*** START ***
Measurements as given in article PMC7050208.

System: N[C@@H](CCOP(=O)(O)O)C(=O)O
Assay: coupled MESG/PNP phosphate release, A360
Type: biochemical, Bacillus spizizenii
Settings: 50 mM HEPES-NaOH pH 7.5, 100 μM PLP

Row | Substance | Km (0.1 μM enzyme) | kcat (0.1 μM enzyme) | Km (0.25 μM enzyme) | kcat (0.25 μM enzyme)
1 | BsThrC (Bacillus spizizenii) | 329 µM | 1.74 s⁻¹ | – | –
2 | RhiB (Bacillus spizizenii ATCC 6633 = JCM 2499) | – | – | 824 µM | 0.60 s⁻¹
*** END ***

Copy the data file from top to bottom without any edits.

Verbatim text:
Measurements as given in article PMC7050208.

System: N[C@@H](CCOP(=O)(O)O)C(=O)O
Assay: coupled MESG/PNP phosphate release, A360
Type: biochemical, Bacillus spizizenii
Settings: 50 mM HEPES-NaOH pH 7.5, 100 μM PLP

Row | Substance | Km (0.1 μM enzyme) | kcat (0.1 μM enzyme) | Km (0.25 μM enzyme) | kcat (0.25 μM enzyme)
1 | BsThrC (Bacillus spizizenii) | 329 µM | 1.74 s⁻¹ | – | –
2 | RhiB (Bacillus spizizenii ATCC 6633 = JCM 2499) | – | – | 824 µM | 0.60 s⁻¹